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How Knights of the Frozen Throne addresses Hearthstone's 'Aggro' meta

Hearthstone games have gone faster and faster over the past several expansions, but Knights of the Frozen Throne is looking to swing the pendulum back towards control decks.


Hearthstone is journeying to the Frozen North for its next expansion. Knights of the Frozen Throne takes Blizzard's card game into Northrend for the first time, introducing some new mechanics and some new looks for the game's nine heroes. It also represents a chance for Blizzard to address certain trends within the game.

With the introduction of the last several expansions, Hearthstone players have noticed that the pace of the average session has gotten faster. While there are cool high-cost minions and legendaries that have been brought into the fold, they quickly became unviable due to the rise of aggressive decks. Pirate Warriors, Druid and Shaman zoos, and Quest Rogues often had Hearthstone games ending somewhere in the neighborhood of five turns. It's not a problem that can simply be "nerfed" as a whole, because it would penalize players for simply playing the game.

Blizzard now appears to have found a solution, with the reveal of Knights of the Frozen Throne. More specifically, through the expansion's new Lifesteal mechanic.

"You may have seen some things like Lifesteal before," said production director Jason Chayes during Thursday night's reveal. "The way Lifesteal works is that anytime a minion does damage with Lifesteal damage on it, you heal that damage back to you as the healer."

Chayes is referring to select spells and minions that have the Lifesteal effect. Veteran Hearthstone players may recognize these cards as ones similar to the Priest's Holy Nova or the Warlock's Mistress of Pain. So calling Lifesteal a "new mechanic" may be something of a misnomer, but emphasizing it for the new expansion is certainly a new idea and one that will only help the game going forward.

The idea, according to game director Ben Brode, is to give a boost to the control style of play. It certainly does that, because unlike some of the tools from the previous expansions, this isn't just a piecemeal fix. This isn't Golakka Crawler, which deals with a circumstantial pirate play. It isn't Gluttonous Ooze, which only deals with weapons. It's not Devolve, which targets Deathrattle or an Edwin VanCleef. Lifesteal is a gamewide mechanic that brings aggressive play down several notches.

Lifesteal minions encourage trading into enemy minions, while staving off the threat of a dwindling health count. The Pirate Warrior, for example, is mostly neutralized with a minion like the 3/2 Chillblade Champion, which can trade into a Bloodsail Raider or Dread Corsair to not only remove the threat, but also gain health back. Priests become downright scary to aggro decks, thanks to the new Spirit Lash spell, which can potentially clear the board of small minions, while also healing for each one damaged.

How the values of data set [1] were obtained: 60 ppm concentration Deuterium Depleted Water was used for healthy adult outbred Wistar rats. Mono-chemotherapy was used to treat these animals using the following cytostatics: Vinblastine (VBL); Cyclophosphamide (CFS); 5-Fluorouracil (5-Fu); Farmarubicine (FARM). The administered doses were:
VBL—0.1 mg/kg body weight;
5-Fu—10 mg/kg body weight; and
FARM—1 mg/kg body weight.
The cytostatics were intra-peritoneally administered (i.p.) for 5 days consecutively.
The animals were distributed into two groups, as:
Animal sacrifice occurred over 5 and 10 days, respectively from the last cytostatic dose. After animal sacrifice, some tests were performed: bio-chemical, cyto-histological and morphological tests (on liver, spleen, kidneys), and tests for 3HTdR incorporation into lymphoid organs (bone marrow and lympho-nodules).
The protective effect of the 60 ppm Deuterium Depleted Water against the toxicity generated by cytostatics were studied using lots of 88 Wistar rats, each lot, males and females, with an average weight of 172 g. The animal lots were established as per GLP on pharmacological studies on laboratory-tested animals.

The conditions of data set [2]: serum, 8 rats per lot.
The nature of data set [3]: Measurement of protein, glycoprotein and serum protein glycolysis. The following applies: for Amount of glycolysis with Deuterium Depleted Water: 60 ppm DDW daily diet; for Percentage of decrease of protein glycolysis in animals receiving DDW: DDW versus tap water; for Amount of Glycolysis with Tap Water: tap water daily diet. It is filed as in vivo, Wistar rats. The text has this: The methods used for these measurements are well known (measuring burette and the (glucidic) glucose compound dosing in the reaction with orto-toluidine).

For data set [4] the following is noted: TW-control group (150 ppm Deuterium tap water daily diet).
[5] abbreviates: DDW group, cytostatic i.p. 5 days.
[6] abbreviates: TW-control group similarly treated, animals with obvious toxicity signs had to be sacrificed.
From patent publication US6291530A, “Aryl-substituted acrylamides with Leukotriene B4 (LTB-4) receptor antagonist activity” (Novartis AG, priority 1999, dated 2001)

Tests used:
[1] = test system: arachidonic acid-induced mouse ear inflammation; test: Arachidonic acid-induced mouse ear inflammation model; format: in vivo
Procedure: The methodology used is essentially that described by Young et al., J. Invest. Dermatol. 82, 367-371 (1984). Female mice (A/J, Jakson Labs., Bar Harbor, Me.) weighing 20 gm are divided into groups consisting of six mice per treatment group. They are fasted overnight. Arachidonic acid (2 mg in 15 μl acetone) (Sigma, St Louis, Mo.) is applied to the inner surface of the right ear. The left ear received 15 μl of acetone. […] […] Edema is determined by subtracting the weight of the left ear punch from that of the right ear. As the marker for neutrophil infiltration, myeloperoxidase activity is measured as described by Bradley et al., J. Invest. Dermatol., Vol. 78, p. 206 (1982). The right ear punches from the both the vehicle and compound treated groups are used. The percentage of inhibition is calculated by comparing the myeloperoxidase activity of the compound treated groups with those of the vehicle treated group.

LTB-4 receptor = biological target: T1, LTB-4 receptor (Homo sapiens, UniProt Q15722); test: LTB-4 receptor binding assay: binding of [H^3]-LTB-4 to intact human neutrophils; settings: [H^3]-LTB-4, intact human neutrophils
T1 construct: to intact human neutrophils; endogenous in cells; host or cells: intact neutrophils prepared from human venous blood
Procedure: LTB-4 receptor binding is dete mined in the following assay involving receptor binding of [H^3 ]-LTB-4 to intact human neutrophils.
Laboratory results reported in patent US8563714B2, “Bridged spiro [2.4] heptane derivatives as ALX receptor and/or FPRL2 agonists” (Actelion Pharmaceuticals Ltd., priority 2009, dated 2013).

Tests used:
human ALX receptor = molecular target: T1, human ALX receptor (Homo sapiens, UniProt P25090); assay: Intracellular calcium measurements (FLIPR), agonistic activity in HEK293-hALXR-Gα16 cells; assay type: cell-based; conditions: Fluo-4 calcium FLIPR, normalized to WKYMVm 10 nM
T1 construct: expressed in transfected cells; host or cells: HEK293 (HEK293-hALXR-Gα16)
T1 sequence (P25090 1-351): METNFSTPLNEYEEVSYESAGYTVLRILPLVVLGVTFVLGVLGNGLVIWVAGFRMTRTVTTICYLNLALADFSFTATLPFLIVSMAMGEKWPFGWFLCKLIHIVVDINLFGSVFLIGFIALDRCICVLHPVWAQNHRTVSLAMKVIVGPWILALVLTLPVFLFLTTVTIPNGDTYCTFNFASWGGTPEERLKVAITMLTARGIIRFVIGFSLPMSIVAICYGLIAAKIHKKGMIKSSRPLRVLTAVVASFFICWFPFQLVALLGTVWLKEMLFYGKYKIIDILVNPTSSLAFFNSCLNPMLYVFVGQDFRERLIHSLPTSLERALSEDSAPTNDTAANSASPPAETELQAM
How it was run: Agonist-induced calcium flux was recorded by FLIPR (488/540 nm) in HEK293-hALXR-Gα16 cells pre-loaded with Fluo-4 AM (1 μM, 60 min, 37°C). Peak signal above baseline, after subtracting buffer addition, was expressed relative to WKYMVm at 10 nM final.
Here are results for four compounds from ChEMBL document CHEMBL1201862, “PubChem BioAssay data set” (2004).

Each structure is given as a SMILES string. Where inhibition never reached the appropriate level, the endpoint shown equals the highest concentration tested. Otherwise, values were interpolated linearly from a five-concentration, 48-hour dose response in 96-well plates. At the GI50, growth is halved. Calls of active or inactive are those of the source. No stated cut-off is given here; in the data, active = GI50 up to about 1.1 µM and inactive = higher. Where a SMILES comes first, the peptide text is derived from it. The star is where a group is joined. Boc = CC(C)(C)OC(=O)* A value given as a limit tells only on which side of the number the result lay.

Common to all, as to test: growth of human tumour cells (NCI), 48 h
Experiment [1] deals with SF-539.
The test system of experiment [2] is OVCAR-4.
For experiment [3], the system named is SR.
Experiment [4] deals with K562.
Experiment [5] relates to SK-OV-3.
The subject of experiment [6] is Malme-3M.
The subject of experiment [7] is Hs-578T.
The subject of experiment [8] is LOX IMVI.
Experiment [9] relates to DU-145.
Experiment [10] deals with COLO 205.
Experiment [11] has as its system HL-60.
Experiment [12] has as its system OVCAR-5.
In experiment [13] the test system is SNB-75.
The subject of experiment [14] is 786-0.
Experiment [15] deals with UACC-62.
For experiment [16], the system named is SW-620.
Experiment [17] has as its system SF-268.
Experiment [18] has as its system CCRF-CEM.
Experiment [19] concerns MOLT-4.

What's important about Lifesteal, however, is that while it helps bring control up to the level of aggro decks, it doesn't entirely neutralize the aggro game. If an opposing Shaman has five minions in play, a Bloodlust still likely ends the game. If a Pirate Warrior has sufficiently built up a Frothing Berserker, it's still going to hurt a lot. Hunters can still "Adapt" their beasts with Crackling Razormaw and get a step up. Lifesteal isn't the end of aggro decks, but its introduction means that there's just as much reason to play a control deck as there is to play an aggressive one. Things are more balanced, which is exactly what the goal should be.

There won't be any new card reveals until July 24, so there is a chance that Blizzard could go overboard with the Lifesteal mechanic. But on paper, it does address the aggro problem. There will still be instances of games ending around Turns 4 or 5, but they should be far less frequent. That promises to make games more interesting and cerebral, especially as Hearthstone players wait to see how the aggro meta responds.

Senior Editor

Ozzie has been playing video games since picking up his first NES controller at age 5. He has been into games ever since, only briefly stepping away during his college years. But he was pulled back in after spending years in QA circles for both THQ and Activision, mostly spending time helping to push forward the Guitar Hero series at its peak. Ozzie has become a big fan of platformers, puzzle games, shooters, and RPGs, just to name a few genres, but he’s also a huge sucker for anything with a good, compelling narrative behind it. Because what are video games if you can't enjoy a good story with a fresh Cherry Coke?

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